December 4, 2007
A Fat Man in a Palace
Lucia says: With all respect to the brave and energetic students, the moderate political opposition, and the tea-leaves-reading Baduel, the story of this referendum is Chávez.
The conventional wisdom is that Chávez is an immensely talented politician, with a common touch, loads of charisma, and a crafty talent for turning his anti-American agenda into votes.
It’s true he’s got the gift of blarney, massive self-confidence, and – sometimes -- a real way with words. But the real story behind Chávez’s success has always been the increase in oil revenues and the misiones they funded. Many, many Venezuelans – the entire crucial center, in fact – have supported Chávez despite his antics, despite his ideology and despite his narcissism.
That Chávez himself has never really understood this was crystal clear during the final days of the campaign. He could have spent those final days talking about the proposal to give the misiones constitutional status, he could have focused on buhonero pensions and shorter work hours, and on funding community councils. And most of all, he could have dialed down the crazy.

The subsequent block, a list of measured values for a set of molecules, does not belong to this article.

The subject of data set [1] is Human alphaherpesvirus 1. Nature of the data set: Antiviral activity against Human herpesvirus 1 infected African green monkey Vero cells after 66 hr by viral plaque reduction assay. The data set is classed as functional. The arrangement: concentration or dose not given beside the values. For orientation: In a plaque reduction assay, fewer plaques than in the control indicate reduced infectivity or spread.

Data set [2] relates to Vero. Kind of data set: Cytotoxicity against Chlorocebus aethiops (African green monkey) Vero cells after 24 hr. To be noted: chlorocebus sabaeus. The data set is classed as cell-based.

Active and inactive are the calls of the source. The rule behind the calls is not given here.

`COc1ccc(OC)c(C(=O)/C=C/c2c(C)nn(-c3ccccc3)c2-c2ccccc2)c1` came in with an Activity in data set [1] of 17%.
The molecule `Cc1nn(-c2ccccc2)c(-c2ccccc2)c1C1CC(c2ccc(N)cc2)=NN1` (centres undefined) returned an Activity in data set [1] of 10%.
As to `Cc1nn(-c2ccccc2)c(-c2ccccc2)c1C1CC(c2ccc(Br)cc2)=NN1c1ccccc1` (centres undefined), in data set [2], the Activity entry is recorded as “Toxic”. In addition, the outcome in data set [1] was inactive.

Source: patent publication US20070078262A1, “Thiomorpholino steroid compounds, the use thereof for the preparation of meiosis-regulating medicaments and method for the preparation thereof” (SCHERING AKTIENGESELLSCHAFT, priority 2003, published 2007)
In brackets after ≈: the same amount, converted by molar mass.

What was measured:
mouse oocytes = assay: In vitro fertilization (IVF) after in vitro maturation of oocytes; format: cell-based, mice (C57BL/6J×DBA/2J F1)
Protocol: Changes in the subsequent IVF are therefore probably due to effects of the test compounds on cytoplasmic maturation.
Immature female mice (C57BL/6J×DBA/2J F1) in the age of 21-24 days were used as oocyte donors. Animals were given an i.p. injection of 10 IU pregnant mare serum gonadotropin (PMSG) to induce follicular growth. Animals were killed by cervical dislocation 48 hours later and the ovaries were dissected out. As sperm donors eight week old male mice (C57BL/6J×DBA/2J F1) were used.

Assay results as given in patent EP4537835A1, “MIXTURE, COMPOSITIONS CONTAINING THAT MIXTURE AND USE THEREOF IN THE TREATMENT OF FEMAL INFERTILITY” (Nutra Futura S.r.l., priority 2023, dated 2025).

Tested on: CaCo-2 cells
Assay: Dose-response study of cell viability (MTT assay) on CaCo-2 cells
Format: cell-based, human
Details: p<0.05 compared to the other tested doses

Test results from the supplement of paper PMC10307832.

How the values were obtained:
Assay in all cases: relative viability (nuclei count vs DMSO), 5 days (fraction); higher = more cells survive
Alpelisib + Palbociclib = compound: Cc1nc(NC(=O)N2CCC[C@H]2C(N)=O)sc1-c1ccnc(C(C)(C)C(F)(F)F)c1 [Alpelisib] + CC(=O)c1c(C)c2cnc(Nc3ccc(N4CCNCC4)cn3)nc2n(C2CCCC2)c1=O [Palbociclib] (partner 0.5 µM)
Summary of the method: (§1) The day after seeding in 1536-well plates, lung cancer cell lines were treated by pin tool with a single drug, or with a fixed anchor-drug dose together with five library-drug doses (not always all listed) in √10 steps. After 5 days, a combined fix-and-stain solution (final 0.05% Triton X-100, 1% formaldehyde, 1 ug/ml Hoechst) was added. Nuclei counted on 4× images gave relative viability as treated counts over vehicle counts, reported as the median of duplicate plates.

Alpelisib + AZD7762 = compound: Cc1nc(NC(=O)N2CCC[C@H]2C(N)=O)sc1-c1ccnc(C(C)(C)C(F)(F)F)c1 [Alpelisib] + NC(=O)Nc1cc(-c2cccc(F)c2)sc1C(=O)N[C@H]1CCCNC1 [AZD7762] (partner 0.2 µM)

Instead, he let the crazy fly.
He looked befuddled in his concession speech because he didn’t, couldn’t, understand what had happened.
Katy nailed it: he’s become just a Fat Man in a Palace -- surrounded by Yes Men, disconnected from a shifting political dynamic. Not just drinking but inhaling his own Kool-Aid.
In the end, it's no surprise that man who imagines himself on par with Christ and Bolivar may have an especially hard time integrating reality.
What comes next? No one is predicting that the Chávez team will undertake a sober assessment of the unexpected defeat. Mostly, his people are too busy cringing in palace corners, hoping their heads get to stay on their shoulders a bit longer. Surely, Chávez won’t wait for the Venezuelan people to achieve the requisite maturity -- a barrage of far-reaching legislation is headed our way, as if the rebuke-by-vote never took place.